Quarter seam – flush between the pieces of leather, passing at right angles to the main seam.
In this case, we are talking about a small joint that runs around the cricket ball at an angle of 90 degrees to the main seam. Unlike the main seam, the quarter seam has no stitching and is not raised above the surface of the ball. It is formed at the junction of two pieces of skin with each of the halves of the ball.
Some field teams were accused of deliberately damaging the quarter seam, which is illegal interference in the game, and, therefore, a violation of paragraph 42 of fair play.
Perhaps the most famous case involving a violation of the rules regarding the spoiling of the ball is considered to be the 2006 ball-tampering controversy. During the fourth game of the Test series between England and Pakistan at the Oval in 2006, umpires Darrell Hair and Billy Doctrove ruled that the Pakistani team was involved in ball-tampering.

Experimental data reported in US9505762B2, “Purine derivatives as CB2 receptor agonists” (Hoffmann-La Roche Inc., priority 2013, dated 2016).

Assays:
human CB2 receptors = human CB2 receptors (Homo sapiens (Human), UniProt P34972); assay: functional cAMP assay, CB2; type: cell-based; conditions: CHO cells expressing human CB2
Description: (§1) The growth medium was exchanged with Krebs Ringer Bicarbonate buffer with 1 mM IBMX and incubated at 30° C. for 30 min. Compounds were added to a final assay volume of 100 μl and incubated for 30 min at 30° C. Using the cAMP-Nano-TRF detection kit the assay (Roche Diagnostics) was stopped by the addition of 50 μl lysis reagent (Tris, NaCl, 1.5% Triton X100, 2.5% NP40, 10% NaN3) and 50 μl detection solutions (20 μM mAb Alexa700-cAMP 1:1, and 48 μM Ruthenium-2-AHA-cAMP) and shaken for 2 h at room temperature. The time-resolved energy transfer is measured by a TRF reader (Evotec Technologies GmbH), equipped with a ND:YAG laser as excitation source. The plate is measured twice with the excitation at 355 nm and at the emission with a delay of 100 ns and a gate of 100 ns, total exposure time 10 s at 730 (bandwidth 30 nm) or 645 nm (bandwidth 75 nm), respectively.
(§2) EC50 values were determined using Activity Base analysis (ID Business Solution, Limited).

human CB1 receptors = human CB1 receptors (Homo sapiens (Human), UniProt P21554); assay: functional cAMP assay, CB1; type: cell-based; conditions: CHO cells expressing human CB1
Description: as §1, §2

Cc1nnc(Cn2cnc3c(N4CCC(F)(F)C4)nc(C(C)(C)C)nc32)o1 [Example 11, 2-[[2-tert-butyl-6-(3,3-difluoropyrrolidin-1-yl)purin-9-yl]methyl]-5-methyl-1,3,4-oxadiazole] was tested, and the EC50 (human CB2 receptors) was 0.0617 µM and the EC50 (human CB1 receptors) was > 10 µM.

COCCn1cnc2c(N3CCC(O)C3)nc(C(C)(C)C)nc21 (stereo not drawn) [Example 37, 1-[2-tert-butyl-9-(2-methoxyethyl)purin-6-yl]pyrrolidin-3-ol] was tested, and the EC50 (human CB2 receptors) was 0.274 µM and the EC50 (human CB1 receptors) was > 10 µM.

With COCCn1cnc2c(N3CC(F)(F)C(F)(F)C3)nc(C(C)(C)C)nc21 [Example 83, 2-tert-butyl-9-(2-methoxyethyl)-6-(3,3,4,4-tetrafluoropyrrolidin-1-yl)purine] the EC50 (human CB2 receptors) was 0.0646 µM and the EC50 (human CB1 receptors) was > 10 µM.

After that, the Pakistani cricketers refused to take the field after the break, protesting against the decision, and England was declared the winner after a 2-minute downtime. This case was the first of its kind in Test for more than 1000 games.
At that time, accusations were made specifically of ball-tampering using quarter seam, which is contrary to the laws of cricket and is fraud. It should be understood that the damage to the elements of the projectile affects its aerodynamics, complicating the batsman’s strike.